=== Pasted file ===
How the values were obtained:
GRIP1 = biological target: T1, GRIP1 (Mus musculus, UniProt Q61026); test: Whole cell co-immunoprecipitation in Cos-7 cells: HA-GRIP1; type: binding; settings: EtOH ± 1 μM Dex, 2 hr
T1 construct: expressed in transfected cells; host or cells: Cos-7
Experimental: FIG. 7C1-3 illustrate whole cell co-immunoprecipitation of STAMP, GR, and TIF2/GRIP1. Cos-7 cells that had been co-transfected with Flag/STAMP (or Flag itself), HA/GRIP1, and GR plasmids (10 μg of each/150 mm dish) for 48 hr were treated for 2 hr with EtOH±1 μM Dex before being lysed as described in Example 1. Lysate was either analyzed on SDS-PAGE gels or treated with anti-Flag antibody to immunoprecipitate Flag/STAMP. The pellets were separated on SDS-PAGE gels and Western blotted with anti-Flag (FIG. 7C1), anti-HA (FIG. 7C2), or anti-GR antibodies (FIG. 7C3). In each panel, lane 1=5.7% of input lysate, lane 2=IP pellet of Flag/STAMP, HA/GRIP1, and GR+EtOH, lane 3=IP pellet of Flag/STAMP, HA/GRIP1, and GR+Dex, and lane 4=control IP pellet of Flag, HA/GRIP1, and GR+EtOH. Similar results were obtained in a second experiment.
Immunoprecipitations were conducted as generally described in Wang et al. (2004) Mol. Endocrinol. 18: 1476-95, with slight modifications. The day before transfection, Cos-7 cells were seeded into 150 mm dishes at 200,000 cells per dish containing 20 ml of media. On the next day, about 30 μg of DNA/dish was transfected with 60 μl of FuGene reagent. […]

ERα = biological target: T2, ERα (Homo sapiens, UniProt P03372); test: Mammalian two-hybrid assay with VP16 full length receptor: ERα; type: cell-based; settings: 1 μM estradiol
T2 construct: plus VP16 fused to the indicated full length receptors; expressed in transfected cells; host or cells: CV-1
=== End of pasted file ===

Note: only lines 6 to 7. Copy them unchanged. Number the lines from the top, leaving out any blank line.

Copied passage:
ERα = biological target: T2, ERα (Homo sapiens, UniProt P03372); test: Mammalian two-hybrid assay with VP16 full length receptor: ERα; type: cell-based; settings: 1 μM estradiol
T2 construct: plus VP16 fused to the indicated full length receptors; expressed in transfected cells; host or cells: CV-1